White House Space Policy: Good News For Greens

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NASA junkies continue to howl at the Obama administration’s plans for human space exploration, and with good reason: there’s just no there there. Space partisans won’t be any happier with a 14-pg. policy statement released by the White House yesterday. (You can read a summery here at and download a PDF of the report.) But if there’s not much to cheer folks longing for a return to the moon, there’s plenty to keep greens happy.

This policy statement is written like most government policy statements—which is to say it’s vague and platitudinous—but buried in the pabulum are bits of real initiative. Yes, NASA will  essentially be abdicating its role in manned spaceflight, and yes it will be relying on the private sector to get Americans back into orbit and beyond. And no, there’s no clear target for what “beyond” means, apart from a general idea that we might visit an asteroid sometime after 2025 and go to Mars sometime in the mid-2030s—though you’d be wise not to try to book now.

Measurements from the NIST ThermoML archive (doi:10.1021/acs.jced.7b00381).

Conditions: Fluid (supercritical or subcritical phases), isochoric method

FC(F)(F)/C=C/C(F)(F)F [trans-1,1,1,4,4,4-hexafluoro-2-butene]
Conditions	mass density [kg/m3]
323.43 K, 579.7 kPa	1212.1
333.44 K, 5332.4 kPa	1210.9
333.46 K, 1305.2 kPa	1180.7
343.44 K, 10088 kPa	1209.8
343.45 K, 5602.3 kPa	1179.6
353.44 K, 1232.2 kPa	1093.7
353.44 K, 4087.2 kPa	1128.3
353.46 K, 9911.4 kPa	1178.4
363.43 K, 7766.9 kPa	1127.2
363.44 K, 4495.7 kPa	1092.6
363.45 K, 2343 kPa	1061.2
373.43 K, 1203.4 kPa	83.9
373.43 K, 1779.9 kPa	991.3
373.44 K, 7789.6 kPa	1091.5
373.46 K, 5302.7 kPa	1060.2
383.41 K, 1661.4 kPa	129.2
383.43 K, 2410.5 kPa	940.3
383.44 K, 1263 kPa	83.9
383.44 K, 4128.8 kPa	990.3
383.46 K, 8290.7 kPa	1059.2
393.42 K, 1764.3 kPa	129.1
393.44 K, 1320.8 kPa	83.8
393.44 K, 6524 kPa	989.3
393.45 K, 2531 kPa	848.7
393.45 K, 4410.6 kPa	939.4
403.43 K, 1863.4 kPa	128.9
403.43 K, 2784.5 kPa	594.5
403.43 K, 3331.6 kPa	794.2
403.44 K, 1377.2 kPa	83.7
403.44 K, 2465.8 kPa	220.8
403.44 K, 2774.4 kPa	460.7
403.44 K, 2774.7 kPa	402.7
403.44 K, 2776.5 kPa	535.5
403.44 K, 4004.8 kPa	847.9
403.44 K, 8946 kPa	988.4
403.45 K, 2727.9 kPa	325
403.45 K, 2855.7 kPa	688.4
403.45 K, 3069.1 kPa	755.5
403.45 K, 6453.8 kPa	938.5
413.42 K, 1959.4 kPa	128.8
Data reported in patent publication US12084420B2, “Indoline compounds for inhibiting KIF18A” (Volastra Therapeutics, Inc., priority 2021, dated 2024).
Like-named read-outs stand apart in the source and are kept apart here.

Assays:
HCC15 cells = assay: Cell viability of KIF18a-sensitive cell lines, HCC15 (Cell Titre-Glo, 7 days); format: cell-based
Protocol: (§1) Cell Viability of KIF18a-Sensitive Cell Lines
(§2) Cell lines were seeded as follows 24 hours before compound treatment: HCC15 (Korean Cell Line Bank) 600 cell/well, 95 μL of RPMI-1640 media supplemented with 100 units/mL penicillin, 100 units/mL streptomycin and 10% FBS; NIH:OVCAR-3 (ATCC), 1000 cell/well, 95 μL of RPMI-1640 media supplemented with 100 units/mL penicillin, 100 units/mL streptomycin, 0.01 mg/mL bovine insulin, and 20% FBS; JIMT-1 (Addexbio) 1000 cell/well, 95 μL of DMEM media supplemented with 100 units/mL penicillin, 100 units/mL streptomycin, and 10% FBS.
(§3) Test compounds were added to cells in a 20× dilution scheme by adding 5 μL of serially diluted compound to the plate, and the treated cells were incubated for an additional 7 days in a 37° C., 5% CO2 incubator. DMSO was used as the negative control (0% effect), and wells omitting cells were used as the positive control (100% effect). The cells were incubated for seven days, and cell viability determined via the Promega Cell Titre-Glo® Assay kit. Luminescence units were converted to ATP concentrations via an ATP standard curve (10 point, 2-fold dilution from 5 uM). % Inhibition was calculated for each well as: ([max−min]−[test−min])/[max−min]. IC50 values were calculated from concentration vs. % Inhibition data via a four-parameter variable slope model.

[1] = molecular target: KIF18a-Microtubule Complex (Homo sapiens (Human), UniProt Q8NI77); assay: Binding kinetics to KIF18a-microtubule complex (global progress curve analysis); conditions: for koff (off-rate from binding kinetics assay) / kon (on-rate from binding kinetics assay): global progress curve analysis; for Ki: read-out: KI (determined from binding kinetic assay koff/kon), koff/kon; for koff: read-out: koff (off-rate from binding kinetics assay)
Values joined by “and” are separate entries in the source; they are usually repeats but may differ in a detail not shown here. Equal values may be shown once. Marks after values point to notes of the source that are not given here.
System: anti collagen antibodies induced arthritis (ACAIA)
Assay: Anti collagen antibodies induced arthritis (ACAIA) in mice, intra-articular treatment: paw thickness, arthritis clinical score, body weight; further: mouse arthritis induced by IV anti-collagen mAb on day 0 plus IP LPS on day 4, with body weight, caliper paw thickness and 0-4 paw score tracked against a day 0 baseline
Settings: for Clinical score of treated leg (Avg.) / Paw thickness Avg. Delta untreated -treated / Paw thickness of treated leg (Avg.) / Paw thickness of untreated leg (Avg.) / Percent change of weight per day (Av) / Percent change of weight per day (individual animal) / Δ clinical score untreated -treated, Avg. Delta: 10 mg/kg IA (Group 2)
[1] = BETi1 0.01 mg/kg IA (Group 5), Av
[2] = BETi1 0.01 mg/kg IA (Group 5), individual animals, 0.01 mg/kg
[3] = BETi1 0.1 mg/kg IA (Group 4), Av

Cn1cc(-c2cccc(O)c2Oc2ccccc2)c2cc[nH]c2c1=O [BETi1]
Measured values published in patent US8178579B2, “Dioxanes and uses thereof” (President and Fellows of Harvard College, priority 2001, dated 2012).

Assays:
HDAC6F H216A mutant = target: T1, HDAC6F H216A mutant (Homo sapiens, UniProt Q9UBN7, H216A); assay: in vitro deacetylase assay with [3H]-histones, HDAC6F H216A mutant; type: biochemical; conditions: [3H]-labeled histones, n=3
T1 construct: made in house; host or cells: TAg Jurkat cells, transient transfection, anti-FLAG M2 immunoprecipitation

But then, on page 12, there’s this:

The NASA Administrator, in coordination with other appropriate departments and agencies, shall conduct a program to enhance U .S . global climate change research and sustained monitoring capabilities…and develop and test capabilities for use by other civil departments and agencies for operational purposes.

And this:

[The Secretary of Commerce shall] be responsible for the requirements, funding, acquisition, and operation of civil operational environmental satellites in support of weather forecasting, climate monitoring, ocean and coastal observations, and space weather forecasting.

And this:

[The Secretary of the Interior, through the US Geological Survey shall] conduct research on natural and human-induced changes to Earth’s land, land cover, and inland surface waters, and manage a global land surface data national archive and its distribution.

The statement goes into greater detail throughout, recruiting other branches of government—including the Department of Defense and the Department of Homeland Security—in the space-enviro mission. And the President’s budget projections, which actually call for small increases in NASA funding despite the end of the shuttle program and the overall downsizing of manned exploration, provide the bucks to back up the plans.

It was 42 years ago that the crew of  Apollo 8 took the iconic earthrise photo that is credited with having helped launch the green movement by showing people how fragile the planet looks in the void of space. Even people who long to go back have to be happy that we’re remaining true to  at least this bit of NASA’s legacy.

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